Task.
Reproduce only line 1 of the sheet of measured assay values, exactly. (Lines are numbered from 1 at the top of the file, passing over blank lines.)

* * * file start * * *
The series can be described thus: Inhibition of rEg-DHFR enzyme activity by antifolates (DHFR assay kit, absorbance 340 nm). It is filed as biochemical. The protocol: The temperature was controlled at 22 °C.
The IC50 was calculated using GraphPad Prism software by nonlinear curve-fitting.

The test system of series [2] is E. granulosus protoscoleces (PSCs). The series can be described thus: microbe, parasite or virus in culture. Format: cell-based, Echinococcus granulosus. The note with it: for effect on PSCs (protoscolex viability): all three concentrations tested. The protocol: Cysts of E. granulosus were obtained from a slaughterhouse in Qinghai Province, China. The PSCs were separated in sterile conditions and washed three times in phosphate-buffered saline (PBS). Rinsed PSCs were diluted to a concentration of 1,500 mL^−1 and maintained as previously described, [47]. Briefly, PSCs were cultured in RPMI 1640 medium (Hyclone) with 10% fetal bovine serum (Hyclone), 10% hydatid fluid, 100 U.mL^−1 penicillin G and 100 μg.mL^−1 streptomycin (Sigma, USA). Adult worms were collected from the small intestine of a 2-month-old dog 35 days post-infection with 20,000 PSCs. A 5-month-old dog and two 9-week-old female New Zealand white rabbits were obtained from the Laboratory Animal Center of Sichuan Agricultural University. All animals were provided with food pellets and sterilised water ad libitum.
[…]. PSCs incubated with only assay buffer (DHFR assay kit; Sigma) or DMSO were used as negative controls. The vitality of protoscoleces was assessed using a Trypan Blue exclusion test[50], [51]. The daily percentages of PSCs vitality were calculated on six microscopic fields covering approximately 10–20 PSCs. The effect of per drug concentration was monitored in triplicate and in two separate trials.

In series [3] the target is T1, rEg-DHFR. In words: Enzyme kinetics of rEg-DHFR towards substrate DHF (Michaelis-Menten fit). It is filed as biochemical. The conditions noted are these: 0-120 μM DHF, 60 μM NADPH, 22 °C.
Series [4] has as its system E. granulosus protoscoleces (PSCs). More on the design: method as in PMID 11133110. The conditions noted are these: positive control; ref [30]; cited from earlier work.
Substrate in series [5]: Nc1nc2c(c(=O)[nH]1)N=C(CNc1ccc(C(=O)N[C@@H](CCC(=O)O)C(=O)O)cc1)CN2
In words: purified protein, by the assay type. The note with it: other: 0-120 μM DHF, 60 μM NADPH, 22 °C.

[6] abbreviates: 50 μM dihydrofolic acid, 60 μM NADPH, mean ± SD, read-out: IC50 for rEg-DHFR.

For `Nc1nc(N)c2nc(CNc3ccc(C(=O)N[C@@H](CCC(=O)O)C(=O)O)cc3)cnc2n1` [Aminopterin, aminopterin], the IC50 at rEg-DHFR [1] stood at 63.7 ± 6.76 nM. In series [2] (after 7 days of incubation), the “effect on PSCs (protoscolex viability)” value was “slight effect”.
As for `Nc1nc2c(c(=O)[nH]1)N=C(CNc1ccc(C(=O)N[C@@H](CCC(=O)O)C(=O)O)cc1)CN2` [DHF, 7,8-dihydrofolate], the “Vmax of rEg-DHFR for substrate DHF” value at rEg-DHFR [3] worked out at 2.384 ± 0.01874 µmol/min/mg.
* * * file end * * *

The series can be described thus: Inhibition of rEg-DHFR enzyme activity by antifolates (DHFR assay kit, absorbance 340 nm). It is filed as biochemical. The protocol: The temperature was controlled at 22 °C.